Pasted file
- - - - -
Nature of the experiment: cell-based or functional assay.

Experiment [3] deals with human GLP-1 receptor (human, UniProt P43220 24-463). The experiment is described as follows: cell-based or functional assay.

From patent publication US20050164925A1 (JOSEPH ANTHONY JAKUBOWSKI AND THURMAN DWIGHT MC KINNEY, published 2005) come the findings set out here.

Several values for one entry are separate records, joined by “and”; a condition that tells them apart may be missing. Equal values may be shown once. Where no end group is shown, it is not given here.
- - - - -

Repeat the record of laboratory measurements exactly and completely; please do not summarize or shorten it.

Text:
Nature of the experiment: cell-based or functional assay.

Experiment [3] deals with human GLP-1 receptor (human, UniProt P43220 24-463). The experiment is described as follows: cell-based or functional assay.

From patent publication US20050164925A1 (JOSEPH ANTHONY JAKUBOWSKI AND THURMAN DWIGHT MC KINNEY, published 2005) come the findings set out here.

Several values for one entry are separate records, joined by “and”; a condition that tells them apart may be missing. Equal values may be shown once. Where no end group is shown, it is not given here.